Maven's Nest

Reel Life: Flick Pix

The live action Aladdin is lively and active for the eye and ear.

By Nora Lee Mandel

Directed by Guy Ritchie
Produced by Dan Lin and Jonathan Eirich
Written by John August and Guy Ritchie, based on Disney’s Aladdin (1992) screenplay by Ron Clements & John Musker and Ted Elliott & Terry Rossio.
Released by Disney
USA. 2 hrs 8 mins. Rated PG
With: Will Smith, Mena Massoud, Naomi Scott , Marwan Kenzari, Navid Negahban, Nasim Pedrad, Billy Magnussen and Numan Acar
Released: May 24, 2019

Guy Ritchie’s live action Aladdin frenetically whizzes around mostly bland, PC-actors with flattened American accents kept busy singing and dancing the terrific old and new songs through VFX, CGI, and other effects that will probably keep a child’s attention during the over-long run-time when many scenes go on a bit too long. Will Smith’s jive blue Genie has to be blown-up to giant size with smoky entrails to stand out.

Anxious in the press notes to portray this as the “most diversely cast Disney film in history… with positive portrayals of Middle Eastern culture grounded in an authentic Arab context”, the company has made much of their geographically wide casting net for “people who were culturally true to the part, either someone of Arab descent or from the Middle East and the surrounding region”. By which they mean South Asia, as Ritchie’s first musical in his 20-year directing career is more Bollywood than a classic Hollywood musical. Rather than adapting the still-running Broadway version, this is an updated and expanded version of the animated film, with lyrics adapted to the visuals and personalities.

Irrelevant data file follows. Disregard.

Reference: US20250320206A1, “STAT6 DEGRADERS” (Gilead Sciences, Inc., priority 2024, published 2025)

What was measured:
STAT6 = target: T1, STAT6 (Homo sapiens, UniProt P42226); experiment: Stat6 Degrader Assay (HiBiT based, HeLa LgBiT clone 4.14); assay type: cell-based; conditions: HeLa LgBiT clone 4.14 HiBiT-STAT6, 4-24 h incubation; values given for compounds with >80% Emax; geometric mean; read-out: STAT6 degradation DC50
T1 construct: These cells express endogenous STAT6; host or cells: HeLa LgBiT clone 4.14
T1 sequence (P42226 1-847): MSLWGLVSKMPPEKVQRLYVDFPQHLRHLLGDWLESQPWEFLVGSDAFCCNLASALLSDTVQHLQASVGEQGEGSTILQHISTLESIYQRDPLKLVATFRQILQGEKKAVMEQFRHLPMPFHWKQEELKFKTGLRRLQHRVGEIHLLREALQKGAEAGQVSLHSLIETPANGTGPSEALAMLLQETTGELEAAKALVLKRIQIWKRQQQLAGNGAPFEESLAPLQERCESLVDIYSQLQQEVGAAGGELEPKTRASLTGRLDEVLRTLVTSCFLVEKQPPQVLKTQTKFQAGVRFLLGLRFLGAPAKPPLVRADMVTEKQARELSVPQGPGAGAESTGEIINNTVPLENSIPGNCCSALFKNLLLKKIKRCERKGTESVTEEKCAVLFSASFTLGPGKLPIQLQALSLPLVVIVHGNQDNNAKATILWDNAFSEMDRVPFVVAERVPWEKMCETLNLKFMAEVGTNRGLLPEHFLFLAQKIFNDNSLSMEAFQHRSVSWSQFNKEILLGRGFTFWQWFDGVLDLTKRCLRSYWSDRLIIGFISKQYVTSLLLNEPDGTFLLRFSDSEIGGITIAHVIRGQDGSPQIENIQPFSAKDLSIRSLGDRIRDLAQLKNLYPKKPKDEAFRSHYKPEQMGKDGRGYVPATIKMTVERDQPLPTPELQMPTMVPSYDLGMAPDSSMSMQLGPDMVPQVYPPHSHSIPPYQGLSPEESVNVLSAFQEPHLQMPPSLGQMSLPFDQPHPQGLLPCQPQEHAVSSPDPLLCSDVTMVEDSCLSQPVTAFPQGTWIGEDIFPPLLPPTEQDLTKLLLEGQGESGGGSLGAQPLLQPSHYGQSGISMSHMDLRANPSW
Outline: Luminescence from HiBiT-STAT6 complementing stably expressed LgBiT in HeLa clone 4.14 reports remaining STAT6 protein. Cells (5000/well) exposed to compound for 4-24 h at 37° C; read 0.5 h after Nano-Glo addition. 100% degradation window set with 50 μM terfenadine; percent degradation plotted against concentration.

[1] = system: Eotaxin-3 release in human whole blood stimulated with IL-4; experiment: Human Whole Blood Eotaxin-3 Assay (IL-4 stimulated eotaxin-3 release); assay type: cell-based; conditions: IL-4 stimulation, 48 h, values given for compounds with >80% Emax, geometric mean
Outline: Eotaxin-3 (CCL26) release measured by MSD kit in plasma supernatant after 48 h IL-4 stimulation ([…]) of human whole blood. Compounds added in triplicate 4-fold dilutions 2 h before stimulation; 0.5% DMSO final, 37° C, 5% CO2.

The setting for this eye-popping interpretation of the classic story from One Thousand and One Nights folk tales is first seen like a tribute to Raoul Walsh’s The Thief of Baghdad (1924). But to the “Arabian Nights” song adapted for Will Smith, this Agrabah is imagined as a trading city on the Silk Road with many cultural influences from across the continent, like Bollywood.

The Aladdin of Mena Massoud, a Cairo-born Canadian, is at his best when he’s moving fast, which is Ritchie’s forte. He even appears to do parkour-type moves around the busy souk in the “One Jump Ahead” sequence. Some of the footage comes from a GoPro camera on Massoud’s waist as he runs and jumps with his digital VFX monkey Abu.

The biggest, and most welcome change, is in Princess Jasmine, the Sultan’s daughter, who was much criticized in the animated film as then-Disney executive Jeffrey Katzenberg’s fantasy female profile. As portrayed by Naomi Scott (described as raised in London of South Asian descent), she now has a back story. The why-not assumption that her Disney-required deceased mother came from the South Asian kingdom of Shehrabad justifies costume designer Michael Wilkinson’s nine low-cut, tight-bodice Bollywood outfits (including a bright orange ensemble, a formal magenta gown with turquoise accents down its 10 foot train, and danceable turquoise harem pants decorated with gold coins, modeled from the original film).